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What the Stimulus Bill Really Means for Cities

Jeffrey Hill actually read the American Recovery and Reinvestment Act in its entirety— and has good news to report for America’s urban areas.

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While mainstream media outlets have done an excellent job covering the political drama surrounding the passage of President Obama’s American Recovery and Reinvestment Act (ARRA) without actually reading it, take it from someone who has braved all 1,200-plus pages of HR-1: the economic stimulus package contains an abundance of funding figures that should make urban enthusiasts very happy.

Or, take it from U.S. Conference of Mayors President and Miami Mayor Manny Diaz, who is also pleased with the final version of the stimulus package. In January, the Conference released a report asking the federal government for $96.6 billion to fund 15,221 different “shovel-ready” municipal projects. Diaz lauded the bill to press officials following a Feb. 20 speech by Obama to the mayors of the organization. “It’s refreshing for cities to be able to partner with the White House. We have worked on these issues for many, many years, but there’s nothing like having a true partner in the White House that we have today with the president, vice president and an outstanding Cabinet who understands the urban agenda,” he said.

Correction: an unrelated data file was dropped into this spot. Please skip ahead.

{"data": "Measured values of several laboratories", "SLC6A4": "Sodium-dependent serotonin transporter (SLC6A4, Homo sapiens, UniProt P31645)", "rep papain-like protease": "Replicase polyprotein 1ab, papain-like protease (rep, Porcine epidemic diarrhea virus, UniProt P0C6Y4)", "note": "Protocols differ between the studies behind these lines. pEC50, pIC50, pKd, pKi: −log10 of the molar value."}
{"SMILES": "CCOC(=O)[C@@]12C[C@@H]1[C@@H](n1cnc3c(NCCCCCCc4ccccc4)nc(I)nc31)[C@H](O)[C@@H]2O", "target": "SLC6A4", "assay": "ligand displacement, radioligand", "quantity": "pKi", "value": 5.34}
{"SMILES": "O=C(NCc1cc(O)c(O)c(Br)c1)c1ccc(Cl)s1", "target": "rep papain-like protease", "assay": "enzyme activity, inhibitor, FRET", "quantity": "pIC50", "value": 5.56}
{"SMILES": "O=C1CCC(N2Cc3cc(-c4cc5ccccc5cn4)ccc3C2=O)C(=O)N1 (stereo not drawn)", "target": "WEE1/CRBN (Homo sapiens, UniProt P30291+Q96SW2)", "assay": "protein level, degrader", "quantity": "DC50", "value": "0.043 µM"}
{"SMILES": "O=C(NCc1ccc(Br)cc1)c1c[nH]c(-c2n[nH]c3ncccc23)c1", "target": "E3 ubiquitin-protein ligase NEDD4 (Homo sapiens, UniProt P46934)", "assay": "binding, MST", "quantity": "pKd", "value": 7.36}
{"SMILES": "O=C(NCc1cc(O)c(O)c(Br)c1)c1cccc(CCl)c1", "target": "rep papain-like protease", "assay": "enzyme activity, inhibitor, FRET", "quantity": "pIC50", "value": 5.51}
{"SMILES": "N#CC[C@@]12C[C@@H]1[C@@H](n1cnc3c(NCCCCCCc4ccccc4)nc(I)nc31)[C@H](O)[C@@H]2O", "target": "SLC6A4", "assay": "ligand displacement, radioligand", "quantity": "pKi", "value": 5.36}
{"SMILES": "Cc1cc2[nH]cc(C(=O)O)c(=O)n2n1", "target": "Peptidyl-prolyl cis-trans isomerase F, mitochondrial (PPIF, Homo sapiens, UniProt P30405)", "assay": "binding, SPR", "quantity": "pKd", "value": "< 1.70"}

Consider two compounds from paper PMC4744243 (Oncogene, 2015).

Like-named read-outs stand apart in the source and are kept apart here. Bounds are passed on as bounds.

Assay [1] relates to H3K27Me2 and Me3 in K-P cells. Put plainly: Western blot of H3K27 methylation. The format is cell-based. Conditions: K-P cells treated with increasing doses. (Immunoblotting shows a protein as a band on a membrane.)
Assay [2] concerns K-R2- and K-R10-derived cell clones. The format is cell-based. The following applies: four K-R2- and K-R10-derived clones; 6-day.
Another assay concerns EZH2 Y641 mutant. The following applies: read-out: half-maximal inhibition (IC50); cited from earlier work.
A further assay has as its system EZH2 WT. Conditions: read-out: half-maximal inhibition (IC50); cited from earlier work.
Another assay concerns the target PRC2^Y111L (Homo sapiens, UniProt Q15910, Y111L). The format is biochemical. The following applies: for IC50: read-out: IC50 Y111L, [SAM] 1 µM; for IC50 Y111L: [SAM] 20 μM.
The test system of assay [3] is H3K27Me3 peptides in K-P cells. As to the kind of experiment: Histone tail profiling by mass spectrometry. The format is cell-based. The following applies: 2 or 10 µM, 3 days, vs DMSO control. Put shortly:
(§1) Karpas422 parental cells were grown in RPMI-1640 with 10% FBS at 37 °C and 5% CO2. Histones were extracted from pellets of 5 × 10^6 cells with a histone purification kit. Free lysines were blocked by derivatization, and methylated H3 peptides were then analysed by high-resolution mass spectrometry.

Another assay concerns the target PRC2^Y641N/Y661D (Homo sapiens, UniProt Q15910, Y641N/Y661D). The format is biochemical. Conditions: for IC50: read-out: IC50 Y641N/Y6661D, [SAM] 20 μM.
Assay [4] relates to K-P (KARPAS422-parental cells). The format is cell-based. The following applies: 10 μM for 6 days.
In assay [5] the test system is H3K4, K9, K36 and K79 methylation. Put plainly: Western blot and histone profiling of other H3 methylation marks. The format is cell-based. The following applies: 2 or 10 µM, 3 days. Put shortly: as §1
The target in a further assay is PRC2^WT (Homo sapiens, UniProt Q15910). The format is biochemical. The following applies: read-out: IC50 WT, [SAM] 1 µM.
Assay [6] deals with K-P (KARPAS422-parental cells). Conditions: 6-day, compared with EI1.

Read the following figures and join myself and Mayor Diaz in disregarding pundits who associate the ARRA with “the end of all things.”

ARRA is set to provide:

$7.22 billion for projects and programs administered by the U.S. Environmental Protection Agency (EPA) to promote green jobs.

$6 billion to the Clean Water and Drinking Water Fund, $4 billion of which will be used help communities with water quality and waste-water infrastructure needs and $2 billion of which will be spent on drinking water infrastructure needs. $1.2 billion, or 20 percent, must be used for green infrastructure.

$100 million for competitive grants to evaluate and clean up former industrial and commercial brownfields. (Note- This portion of the bill was modified by an unnamed U.S. senator to put “brownfields” in quotes.)

$27.5 billion in road and highway construction funds, which, according to the U.S. Department of Transportation (DOT) will be used to repair infrastructure, not to build new highways. This does not include the $8.4 billion set for investments in public transportation or the $1.5 billion for competitive grants to state and local governments for transportation investments or the $1.3 billion for investments in our air transportation system or the $9.3 billion for investments in rail transportation, including Amtrak, high-speed and intercity rail.